Great Moments In Science with Dr Karl
Sinister buttocks, grandmother mortality rates in relation to student exams and cat survival rates depending on how many storeys they fall.
These were just some of the topics discussed during Great Moments in Science with Dr Karl at the World Science Festival Brisbane 2016 on Friday evening.
Dr Karl Kruszelnicki is an Australian science commentator and author who has more than 28 years of education under his belt.
He has also read through $10,000 of scientific literature every year and is rarely unable to answer a question.
Dr Karl's passion and knowledge of science was clearly evident during his show.
During a meet and greet afterwards he was asked several questions by audience members and not only was he able to answer them, but he was also able to list books and websites where more information could be found.
"Science is a way to not get fooled and understand the universe around you and as a bonus you get to experience this incredible feeling of awe and wonder," Dr Karl said.
“Recently when the discovery of gravitational waves was announced, chills went up and down my body for a minute.”
Dr Karl's show on Friday night was captivating, entertaining and mind-blowing.
"I try to find something the average person would be interested in and keep it new and fresh," he said.
"I was so touched this morning because some people had driven down from the Sunshine Coast in the dark and then stood outside the venue for two hours, just so they could get a good seat for one of my shows."
However, Dr Karl's shows don't always hit the spot.
“Sometimes you don't quite get the audience .... for example they might want Adele, but instead you give them Taylor Swift – they’re both good, but one isn't what the audience wants at the time.”
Those who were lucky enough to secure a seat in the sold out Plaza Auditorium at the Brisbane Convention and Exhibition Centre, got their money's worth.
The show started with the following declaration ......
The first topic of the night was illustrating the relationship between grandmother mortality rates and the number of exams different types of students have.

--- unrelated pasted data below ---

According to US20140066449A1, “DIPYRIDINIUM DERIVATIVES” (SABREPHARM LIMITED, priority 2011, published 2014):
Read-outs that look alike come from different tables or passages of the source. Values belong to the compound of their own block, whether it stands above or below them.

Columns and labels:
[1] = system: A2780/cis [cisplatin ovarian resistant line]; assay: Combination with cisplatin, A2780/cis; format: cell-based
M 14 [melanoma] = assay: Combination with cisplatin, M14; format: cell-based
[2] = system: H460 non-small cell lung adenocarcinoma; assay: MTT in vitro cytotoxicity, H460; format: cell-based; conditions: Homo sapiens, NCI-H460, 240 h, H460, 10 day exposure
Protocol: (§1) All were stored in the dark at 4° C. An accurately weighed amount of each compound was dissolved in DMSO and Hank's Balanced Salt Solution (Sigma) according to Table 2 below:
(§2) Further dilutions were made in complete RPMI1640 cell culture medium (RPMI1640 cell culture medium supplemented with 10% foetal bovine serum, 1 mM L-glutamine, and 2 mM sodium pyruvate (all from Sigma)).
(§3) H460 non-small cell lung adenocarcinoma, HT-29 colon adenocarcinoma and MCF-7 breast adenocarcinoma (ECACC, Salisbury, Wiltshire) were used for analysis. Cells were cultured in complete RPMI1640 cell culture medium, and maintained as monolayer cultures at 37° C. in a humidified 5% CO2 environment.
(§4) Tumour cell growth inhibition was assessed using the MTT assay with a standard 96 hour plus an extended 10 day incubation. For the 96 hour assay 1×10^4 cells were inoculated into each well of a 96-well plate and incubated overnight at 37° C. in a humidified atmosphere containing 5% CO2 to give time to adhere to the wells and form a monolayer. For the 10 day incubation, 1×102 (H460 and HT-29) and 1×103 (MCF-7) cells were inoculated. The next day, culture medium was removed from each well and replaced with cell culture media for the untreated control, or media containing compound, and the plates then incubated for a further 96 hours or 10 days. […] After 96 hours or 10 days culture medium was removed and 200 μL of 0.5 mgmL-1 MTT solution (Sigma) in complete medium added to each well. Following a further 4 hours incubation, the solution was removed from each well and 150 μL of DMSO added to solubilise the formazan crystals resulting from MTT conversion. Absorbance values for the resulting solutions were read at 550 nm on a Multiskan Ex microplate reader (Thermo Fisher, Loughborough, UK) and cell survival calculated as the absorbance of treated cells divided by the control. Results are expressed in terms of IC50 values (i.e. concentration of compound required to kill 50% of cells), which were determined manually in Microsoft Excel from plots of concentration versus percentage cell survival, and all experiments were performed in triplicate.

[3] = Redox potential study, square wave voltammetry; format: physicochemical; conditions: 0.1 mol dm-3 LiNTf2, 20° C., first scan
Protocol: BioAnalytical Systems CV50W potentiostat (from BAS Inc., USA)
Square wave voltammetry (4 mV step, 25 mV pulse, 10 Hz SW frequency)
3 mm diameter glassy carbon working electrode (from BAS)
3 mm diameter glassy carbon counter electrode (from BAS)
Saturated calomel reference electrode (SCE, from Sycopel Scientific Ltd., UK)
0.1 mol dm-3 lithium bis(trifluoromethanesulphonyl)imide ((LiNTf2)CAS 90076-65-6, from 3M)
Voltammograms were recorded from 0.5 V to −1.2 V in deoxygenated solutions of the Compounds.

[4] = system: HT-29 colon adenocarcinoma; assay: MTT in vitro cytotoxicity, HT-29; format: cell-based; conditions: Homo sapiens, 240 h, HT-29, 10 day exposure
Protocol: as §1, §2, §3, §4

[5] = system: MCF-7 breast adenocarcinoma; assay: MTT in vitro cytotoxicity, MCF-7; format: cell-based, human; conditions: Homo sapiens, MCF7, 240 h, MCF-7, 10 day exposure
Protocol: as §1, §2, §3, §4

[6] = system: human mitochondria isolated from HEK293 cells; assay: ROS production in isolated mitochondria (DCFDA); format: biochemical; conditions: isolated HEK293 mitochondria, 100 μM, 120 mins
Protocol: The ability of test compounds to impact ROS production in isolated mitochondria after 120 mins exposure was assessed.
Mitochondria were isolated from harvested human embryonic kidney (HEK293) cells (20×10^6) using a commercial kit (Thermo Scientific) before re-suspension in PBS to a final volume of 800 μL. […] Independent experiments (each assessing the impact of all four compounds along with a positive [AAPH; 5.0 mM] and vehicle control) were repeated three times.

A common excuse to escape an exam is that there has been a death in the family and grandmothers are usually the first to be killed off.
In the table below, the top row represents an A-grade, C-grade and F-grade student, the far left column describes what type of exams these students have coming up and the numbers are how many grandmothers have supposedly "died" per 100 students.
After a hilarious (and morbid) start to the evening, the phrase "sinister buttocks" then made an appearance.
Well, teachers are always trying to think of new anti-plagiarism techniques, to stop students cutting and pasting their entire assignments.
However, students are aware of this and Dr Karl said that in order to avoid being caught plagiarising, they use a thesaurus and change some of the words in each sentence.
But it doesn't always work.
One student used the motto of famous polar explorer, Sir Ernest Shackleton, in his piece of assessment and decided to change some of the words.
So, Shackleton's motto of "no-one will be left behind" became "no-one will be sinister buttocks".
Speaking of students, here is another fun fact from the presentation .....
Although you wouldn't believe it after reading the "sinister buttocks" story.
Moving out of the classroom, Dr Karl then talked about a natural phenomenon, lightning.
The picture below was taken at a lookout in Colorado Springs, Colorado.
A woman saw her hair standing up on end and her boyfriend took a picture.
Little did they know this was a sign lightning was about to strike.
Thankfully they left, but a matter of minutes later lightning struck the lookout and killed several people.
The final highlight of the evening was a study showing the number of cats who survived falls from tall buildings.
The results showed a cat has a better chance of surviving a 32 storey fall than a seven storey fall.
As the cat falls, it is still accelerating until it descends more than seven storeys.
At that point the cat begins to react to the situation and adjusts its body position in the air to ensure that every part of its body hits the ground at the same time and therefore has the highest chance of survival.
However, Dr Karl made a point of stating that the case wasn't the same for dogs.
At the end of the show, Dr Karl hoped the audience left the auditorium in a state of "awe and wonder" while thinking “wow, isn't that amazing”.
There's a good chance this was the case last night, after Dr Karl broke into song towards the end of the event and sang a few lines from Robert Palmer's "Bad Case of Loving You".
Doctor Doctor, gimme the news I've got a
Bad case of lovin' you
No pill's gonna cure my ill I got a
Bad case of lovin' you
And the audience had a bad case of lovin' you, Dr Karl ….